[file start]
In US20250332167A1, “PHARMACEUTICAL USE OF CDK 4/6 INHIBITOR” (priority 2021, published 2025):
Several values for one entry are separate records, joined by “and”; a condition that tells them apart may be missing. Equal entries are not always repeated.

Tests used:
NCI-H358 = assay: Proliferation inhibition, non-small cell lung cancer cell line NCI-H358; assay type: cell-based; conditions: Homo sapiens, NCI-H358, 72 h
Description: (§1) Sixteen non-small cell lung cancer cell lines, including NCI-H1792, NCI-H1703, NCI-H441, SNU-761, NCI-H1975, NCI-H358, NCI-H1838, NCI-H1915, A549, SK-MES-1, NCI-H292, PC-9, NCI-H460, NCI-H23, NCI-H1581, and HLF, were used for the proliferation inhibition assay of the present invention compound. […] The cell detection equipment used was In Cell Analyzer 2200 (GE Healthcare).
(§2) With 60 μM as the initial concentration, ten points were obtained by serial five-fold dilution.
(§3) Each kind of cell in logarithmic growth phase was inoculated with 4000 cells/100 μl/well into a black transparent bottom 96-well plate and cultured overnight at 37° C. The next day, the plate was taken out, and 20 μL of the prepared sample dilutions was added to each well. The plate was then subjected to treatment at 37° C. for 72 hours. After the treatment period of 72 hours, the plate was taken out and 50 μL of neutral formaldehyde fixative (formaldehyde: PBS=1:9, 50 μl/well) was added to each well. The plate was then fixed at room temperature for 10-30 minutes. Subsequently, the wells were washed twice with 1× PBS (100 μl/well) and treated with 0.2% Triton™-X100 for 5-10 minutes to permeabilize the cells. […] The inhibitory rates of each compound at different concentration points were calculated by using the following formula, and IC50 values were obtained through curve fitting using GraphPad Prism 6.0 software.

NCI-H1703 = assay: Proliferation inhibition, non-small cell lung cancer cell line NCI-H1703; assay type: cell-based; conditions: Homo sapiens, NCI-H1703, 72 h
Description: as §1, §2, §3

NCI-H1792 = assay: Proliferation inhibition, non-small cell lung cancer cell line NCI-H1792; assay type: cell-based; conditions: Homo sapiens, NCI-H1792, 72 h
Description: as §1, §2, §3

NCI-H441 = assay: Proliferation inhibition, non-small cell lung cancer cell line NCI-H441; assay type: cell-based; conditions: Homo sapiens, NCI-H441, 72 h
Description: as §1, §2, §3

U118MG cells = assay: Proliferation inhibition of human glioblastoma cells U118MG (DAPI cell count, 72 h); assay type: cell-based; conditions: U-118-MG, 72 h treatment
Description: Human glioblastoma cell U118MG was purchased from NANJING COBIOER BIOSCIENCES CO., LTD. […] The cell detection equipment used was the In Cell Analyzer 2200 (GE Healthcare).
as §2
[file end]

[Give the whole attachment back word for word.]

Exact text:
In US20250332167A1, “PHARMACEUTICAL USE OF CDK 4/6 INHIBITOR” (priority 2021, published 2025):
Several values for one entry are separate records, joined by “and”; a condition that tells them apart may be missing. Equal entries are not always repeated.

Tests used:
NCI-H358 = assay: Proliferation inhibition, non-small cell lung cancer cell line NCI-H358; assay type: cell-based; conditions: Homo sapiens, NCI-H358, 72 h
Description: (§1) Sixteen non-small cell lung cancer cell lines, including NCI-H1792, NCI-H1703, NCI-H441, SNU-761, NCI-H1975, NCI-H358, NCI-H1838, NCI-H1915, A549, SK-MES-1, NCI-H292, PC-9, NCI-H460, NCI-H23, NCI-H1581, and HLF, were used for the proliferation inhibition assay of the present invention compound. […] The cell detection equipment used was In Cell Analyzer 2200 (GE Healthcare).
(§2) With 60 μM as the initial concentration, ten points were obtained by serial five-fold dilution.
(§3) Each kind of cell in logarithmic growth phase was inoculated with 4000 cells/100 μl/well into a black transparent bottom 96-well plate and cultured overnight at 37° C. The next day, the plate was taken out, and 20 μL of the prepared sample dilutions was added to each well. The plate was then subjected to treatment at 37° C. for 72 hours. After the treatment period of 72 hours, the plate was taken out and 50 μL of neutral formaldehyde fixative (formaldehyde: PBS=1:9, 50 μl/well) was added to each well. The plate was then fixed at room temperature for 10-30 minutes. Subsequently, the wells were washed twice with 1× PBS (100 μl/well) and treated with 0.2% Triton™-X100 for 5-10 minutes to permeabilize the cells. […] The inhibitory rates of each compound at different concentration points were calculated by using the following formula, and IC50 values were obtained through curve fitting using GraphPad Prism 6.0 software.

NCI-H1703 = assay: Proliferation inhibition, non-small cell lung cancer cell line NCI-H1703; assay type: cell-based; conditions: Homo sapiens, NCI-H1703, 72 h
Description: as §1, §2, §3

NCI-H1792 = assay: Proliferation inhibition, non-small cell lung cancer cell line NCI-H1792; assay type: cell-based; conditions: Homo sapiens, NCI-H1792, 72 h
Description: as §1, §2, §3

NCI-H441 = assay: Proliferation inhibition, non-small cell lung cancer cell line NCI-H441; assay type: cell-based; conditions: Homo sapiens, NCI-H441, 72 h
Description: as §1, §2, §3

U118MG cells = assay: Proliferation inhibition of human glioblastoma cells U118MG (DAPI cell count, 72 h); assay type: cell-based; conditions: U-118-MG, 72 h treatment
Description: Human glioblastoma cell U118MG was purchased from NANJING COBIOER BIOSCIENCES CO., LTD. […] The cell detection equipment used was the In Cell Analyzer 2200 (GE Healthcare).
as §2